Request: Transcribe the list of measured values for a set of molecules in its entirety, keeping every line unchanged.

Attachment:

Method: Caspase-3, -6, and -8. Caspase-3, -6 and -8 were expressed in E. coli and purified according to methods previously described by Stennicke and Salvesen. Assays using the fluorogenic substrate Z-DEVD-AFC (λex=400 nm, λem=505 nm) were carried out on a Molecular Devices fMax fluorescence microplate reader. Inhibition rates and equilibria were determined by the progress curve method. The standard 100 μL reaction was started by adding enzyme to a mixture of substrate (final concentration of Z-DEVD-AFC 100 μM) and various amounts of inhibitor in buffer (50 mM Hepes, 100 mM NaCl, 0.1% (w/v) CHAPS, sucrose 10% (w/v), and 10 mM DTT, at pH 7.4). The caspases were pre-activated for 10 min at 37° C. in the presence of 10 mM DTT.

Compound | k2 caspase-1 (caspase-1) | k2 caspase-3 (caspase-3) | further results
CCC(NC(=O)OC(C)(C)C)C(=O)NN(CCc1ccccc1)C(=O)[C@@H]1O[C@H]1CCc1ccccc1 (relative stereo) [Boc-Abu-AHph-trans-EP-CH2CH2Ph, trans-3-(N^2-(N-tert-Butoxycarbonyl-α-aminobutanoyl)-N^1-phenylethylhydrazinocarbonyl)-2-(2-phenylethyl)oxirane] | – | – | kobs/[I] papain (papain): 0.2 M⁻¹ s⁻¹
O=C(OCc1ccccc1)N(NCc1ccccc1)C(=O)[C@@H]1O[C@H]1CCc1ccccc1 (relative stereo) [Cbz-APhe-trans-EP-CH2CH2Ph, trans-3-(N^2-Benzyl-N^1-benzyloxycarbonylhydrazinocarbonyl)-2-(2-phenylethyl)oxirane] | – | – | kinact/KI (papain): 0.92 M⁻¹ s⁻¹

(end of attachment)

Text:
Method: Caspase-3, -6, and -8. Caspase-3, -6 and -8 were expressed in E. coli and purified according to methods previously described by Stennicke and Salvesen. Assays using the fluorogenic substrate Z-DEVD-AFC (λex=400 nm, λem=505 nm) were carried out on a Molecular Devices fMax fluorescence microplate reader. Inhibition rates and equilibria were determined by the progress curve method. The standard 100 μL reaction was started by adding enzyme to a mixture of substrate (final concentration of Z-DEVD-AFC 100 μM) and various amounts of inhibitor in buffer (50 mM Hepes, 100 mM NaCl, 0.1% (w/v) CHAPS, sucrose 10% (w/v), and 10 mM DTT, at pH 7.4). The caspases were pre-activated for 10 min at 37° C. in the presence of 10 mM DTT.

Compound | k2 caspase-1 (caspase-1) | k2 caspase-3 (caspase-3) | further results
CCC(NC(=O)OC(C)(C)C)C(=O)NN(CCc1ccccc1)C(=O)[C@@H]1O[C@H]1CCc1ccccc1 (relative stereo) [Boc-Abu-AHph-trans-EP-CH2CH2Ph, trans-3-(N^2-(N-tert-Butoxycarbonyl-α-aminobutanoyl)-N^1-phenylethylhydrazinocarbonyl)-2-(2-phenylethyl)oxirane] | – | – | kobs/[I] papain (papain): 0.2 M⁻¹ s⁻¹
O=C(OCc1ccccc1)N(NCc1ccccc1)C(=O)[C@@H]1O[C@H]1CCc1ccccc1 (relative stereo) [Cbz-APhe-trans-EP-CH2CH2Ph, trans-3-(N^2-Benzyl-N^1-benzyloxycarbonylhydrazinocarbonyl)-2-(2-phenylethyl)oxirane] | – | – | kinact/KI (papain): 0.92 M⁻¹ s⁻¹